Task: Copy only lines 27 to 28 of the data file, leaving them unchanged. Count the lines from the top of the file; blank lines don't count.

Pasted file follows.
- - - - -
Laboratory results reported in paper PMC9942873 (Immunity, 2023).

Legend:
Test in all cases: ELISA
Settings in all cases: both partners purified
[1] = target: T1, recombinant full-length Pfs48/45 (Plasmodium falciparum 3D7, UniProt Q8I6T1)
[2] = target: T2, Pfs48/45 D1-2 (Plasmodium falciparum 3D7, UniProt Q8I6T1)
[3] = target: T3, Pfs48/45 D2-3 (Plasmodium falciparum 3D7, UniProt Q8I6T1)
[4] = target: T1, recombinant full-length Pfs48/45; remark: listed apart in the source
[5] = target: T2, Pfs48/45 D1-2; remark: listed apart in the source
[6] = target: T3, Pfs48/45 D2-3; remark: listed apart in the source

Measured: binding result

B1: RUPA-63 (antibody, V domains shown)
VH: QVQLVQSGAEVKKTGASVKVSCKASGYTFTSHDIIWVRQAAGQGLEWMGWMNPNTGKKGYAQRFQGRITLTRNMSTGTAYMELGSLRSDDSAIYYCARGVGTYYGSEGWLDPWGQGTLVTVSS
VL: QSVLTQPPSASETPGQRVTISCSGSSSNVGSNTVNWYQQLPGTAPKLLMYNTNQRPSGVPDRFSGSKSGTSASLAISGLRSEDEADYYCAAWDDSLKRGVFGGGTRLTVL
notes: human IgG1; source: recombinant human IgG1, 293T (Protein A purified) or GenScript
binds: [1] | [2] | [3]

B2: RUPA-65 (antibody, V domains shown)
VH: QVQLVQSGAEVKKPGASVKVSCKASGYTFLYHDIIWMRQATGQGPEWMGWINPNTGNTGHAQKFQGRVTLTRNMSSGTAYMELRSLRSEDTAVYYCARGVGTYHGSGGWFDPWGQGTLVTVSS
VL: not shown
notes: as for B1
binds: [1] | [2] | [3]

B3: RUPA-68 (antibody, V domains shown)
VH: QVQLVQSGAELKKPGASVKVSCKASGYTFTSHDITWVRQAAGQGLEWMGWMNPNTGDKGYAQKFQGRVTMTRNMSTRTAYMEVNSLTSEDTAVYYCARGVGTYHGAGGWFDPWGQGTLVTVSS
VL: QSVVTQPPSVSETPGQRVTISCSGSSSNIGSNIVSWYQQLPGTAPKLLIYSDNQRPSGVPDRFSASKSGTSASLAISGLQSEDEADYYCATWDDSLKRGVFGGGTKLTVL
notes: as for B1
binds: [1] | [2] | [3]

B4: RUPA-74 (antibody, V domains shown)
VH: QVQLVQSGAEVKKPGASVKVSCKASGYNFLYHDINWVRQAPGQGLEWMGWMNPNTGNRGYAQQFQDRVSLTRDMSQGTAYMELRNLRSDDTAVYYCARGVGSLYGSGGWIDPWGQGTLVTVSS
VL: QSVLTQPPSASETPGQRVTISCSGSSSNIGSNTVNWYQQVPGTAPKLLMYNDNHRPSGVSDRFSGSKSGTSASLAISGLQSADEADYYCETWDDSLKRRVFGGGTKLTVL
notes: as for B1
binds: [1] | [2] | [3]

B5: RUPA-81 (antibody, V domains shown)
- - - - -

B4: RUPA-74 (antibody, V domains shown)
VH: QVQLVQSGAEVKKPGASVKVSCKASGYNFLYHDINWVRQAPGQGLEWMGWMNPNTGNRGYAQQFQDRVSLTRDMSQGTAYMELRNLRSDDTAVYYCARGVGSLYGSGGWIDPWGQGTLVTVSS